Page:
Homilies by Rev. Andrew Collis unless indicated otherwise.
‘It's about hope’
Advent is all about the promise of God that a time of salvation is at hand. A great gift is about to be given. And it will transform life and it will herald the coming of the kindom of peace and justice. Advent, most obviously, is about hope.
However, unlike many social New Year celebrations, Advent has its roots firmly planted in the soil of struggle. Its hope is no blind optimism. It knows the deep darkness, it knows the long waiting, it knows terror and anguish and it cries out, “Come, Jesus!” Come to our world and put right everything that is wrong.
Lutheran theologian Jurgen Moltmann wrote an essay entitled, ‘Why am I a Christian?’. Moltmann talks about his own unique experience of coming to faith as a German soldier in a British Prisoner Of War camp at the end of World War II. He talks about utter desolation … and finding hope there.
He talks about hope as the defining characteristic of Christian faith. But it’s not the sort of hope that lulls us into a relaxed comfort. It’s the sort of hope that leaves us with a profound restlessness as we anguish over the suffering of life and as we yearn for the coming of salvation and as we offer our lives in order to embrace God’s future.
It’s the sort of hope expressed by Patricia Corowa, Climate Action Network Australia (CANA) delegate to the Climate Change Summit in Copenhagen in December 2009.
It’s the sort of hope expressed today by Miriam Pepper, Ray Minniecon and the People’s Climate March leaders – volunteers passionate about inclusive participation, determined to amplify the voices of those most vulnerable to climate change and rising sea levels (those fighting to preserve land and culture, past, present and future) – to amplify the voices of those seeking visionary government, intelligent and respectful discourse on economics and energy, sustainable technology, healthy community and clean water, atmosphere…
It’s the sort of hope expressed by the Jesse Tree – a diverse artistic tradition about prophecy and God’s (miraculous) restoration of branches, lines/channels of creativity and service, compassion and salvation.
It’s the sort of hope expressed – if only we can hear it – in the prophetic texts of Judaism and Islam. An Abrahamic hope founded on respect for fellow “people of the book”, people of earlier and other revelations (Qu’ran 29:46). Hope founded on gender equality (the Qu’ran gave women rights of inheritance and divorce centuries before Western women were accorded such status) (Qu’ran 33:35). Hope founded on egalitarian desires for justice/reconciliation, care for the most vulnerable – belief that war is a catastrophe, peace an imperative (Qu’ran 8:16-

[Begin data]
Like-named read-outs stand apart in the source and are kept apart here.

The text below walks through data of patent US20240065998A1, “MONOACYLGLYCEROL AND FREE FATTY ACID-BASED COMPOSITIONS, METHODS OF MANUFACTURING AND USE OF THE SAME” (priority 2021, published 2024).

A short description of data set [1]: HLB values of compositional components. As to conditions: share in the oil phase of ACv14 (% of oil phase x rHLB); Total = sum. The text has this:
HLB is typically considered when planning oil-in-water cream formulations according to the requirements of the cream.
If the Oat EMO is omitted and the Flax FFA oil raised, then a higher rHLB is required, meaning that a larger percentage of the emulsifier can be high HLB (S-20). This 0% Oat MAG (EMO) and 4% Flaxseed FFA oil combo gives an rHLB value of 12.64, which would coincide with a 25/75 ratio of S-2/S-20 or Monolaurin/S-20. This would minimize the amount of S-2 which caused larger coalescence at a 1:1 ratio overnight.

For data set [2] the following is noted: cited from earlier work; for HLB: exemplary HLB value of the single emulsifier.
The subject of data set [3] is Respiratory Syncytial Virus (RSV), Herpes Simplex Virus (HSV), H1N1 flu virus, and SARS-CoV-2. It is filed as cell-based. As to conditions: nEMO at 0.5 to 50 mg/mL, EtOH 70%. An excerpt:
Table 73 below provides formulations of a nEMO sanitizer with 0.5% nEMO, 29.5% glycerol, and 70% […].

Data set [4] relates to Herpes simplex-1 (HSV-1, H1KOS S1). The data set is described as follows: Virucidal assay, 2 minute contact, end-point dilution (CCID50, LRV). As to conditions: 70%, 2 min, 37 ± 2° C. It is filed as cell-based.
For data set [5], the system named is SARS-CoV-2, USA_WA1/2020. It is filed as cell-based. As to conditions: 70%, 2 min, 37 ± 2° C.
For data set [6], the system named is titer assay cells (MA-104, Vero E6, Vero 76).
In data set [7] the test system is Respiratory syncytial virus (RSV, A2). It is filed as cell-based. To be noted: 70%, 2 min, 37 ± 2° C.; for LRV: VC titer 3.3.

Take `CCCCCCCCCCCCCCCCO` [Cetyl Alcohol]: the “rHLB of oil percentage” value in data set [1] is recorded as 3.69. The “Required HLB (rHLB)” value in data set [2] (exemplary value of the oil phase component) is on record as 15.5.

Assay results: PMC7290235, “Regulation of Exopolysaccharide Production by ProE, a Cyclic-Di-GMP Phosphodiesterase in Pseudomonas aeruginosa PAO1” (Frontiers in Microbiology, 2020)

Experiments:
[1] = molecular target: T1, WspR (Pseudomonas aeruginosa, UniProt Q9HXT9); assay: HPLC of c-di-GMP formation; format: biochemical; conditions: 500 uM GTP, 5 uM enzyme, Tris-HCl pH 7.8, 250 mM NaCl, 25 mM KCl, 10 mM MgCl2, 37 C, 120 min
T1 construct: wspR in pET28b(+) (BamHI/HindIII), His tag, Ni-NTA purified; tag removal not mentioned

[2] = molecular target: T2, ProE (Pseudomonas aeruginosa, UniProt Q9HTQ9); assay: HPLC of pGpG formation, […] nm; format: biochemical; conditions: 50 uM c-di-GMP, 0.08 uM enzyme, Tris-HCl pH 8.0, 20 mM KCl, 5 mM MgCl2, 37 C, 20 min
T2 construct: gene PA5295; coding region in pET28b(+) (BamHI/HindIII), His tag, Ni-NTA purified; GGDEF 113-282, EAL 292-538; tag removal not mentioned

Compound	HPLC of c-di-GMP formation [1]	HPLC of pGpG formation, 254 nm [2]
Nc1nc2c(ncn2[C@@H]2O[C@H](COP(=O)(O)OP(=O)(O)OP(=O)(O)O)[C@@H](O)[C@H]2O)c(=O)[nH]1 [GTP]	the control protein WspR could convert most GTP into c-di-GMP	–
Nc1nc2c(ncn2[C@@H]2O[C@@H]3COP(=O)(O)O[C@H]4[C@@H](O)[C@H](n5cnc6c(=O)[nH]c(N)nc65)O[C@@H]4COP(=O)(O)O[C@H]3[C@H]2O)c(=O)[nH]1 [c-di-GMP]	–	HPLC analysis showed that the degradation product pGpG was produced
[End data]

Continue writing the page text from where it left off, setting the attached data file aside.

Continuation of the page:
Margaret and Brian Vazey once asked me why we didn’t have readings from the Qu’ran in our worship services at Maroubra Bay. It was a good question then; it’s more urgent now. I spent a day last week reading from the Qu’ran, from Karen Armstrong’s Short History of Islam, and Sufi poets Rumi and Hafiz. So much hope and beauty – the underlying faith in a God of the poor and faithful. In the face of violent fundamentalism of all types, yes, it’s heartbreaking.
“There is no compulsion where faith is concerned” (Qu’ran 2:256).
“The worshippers of the All-
“When you go through a hard period,
When everything seems to oppose you,
... When you feel you cannot even bear one more minute,
NEVER GIVE UP!
Because it is the time and place that the course will divert!”
“Gamble everything for love, if you are a true human being ” (Rumi).
“Would you think it odd if Hafiz said,
‘I am in love with every church
And any kind of shrine
Because I know it is there
That people say the different names
Of the One God’” (Hafiz).
As part of Luke’s telling of Jesus’ teaching about the end times, Jesus says this: “On the earth, nations will be in anguish, distraught at the roaring of the sea and the waves. People will die of fright in anticipation of what is coming upon the earth. The powers in the heavens will be shaken ”
Anguish, perplexity, terror. Perhaps we respond by wanting to run away, wanting to make ourselves small. Jesus says, “When these things begin to happen, stand up straight and raise your heads, because your ransom/redemption is near at hand”.
Stand tall, stick your necks out, seize the day. Understand the signs and the seasons – God does not come as the abuser, the oppressor, the invader, the terror. God comes as creative light and colour in the midst of darkness, emptiness.
“Advent reminds us that God embodies for us a way of renewal and of love that is strong enough for anything. It calls us to prepare even in the darkness in which we can lose our direction” (Mary Pearson).
We are all God’s beloved …
In the silence, let us discern what the Spirit reveals to us and within us.